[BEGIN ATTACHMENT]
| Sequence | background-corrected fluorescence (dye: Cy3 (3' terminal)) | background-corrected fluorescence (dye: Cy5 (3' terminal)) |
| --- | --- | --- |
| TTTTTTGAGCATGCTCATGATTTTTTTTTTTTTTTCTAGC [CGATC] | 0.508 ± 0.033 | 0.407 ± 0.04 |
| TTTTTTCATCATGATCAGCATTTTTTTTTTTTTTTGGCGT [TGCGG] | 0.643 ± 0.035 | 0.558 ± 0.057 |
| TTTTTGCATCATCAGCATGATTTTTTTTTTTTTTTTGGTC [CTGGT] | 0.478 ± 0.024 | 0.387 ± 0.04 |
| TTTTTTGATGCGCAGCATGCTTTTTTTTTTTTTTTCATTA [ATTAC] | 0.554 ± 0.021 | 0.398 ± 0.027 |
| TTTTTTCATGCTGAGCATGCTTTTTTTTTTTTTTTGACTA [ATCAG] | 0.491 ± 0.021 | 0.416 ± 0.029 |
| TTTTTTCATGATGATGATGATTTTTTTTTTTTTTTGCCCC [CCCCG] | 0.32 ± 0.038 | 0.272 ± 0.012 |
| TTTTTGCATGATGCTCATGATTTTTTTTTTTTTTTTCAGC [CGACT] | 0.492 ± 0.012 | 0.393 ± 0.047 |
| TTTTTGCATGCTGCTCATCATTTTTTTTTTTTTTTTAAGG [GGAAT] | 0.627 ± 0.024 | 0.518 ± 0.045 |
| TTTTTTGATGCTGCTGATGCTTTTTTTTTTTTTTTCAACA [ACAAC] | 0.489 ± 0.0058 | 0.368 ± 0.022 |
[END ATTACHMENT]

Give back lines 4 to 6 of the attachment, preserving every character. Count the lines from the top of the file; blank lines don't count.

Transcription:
| TTTTTTCATCATGATCAGCATTTTTTTTTTTTTTTGGCGT [TGCGG] | 0.643 ± 0.035 | 0.558 ± 0.057 |
| TTTTTGCATCATCAGCATGATTTTTTTTTTTTTTTTGGTC [CTGGT] | 0.478 ± 0.024 | 0.387 ± 0.04 |
| TTTTTTGATGCGCAGCATGCTTTTTTTTTTTTTTTCATTA [ATTAC] | 0.554 ± 0.021 | 0.398 ± 0.027 |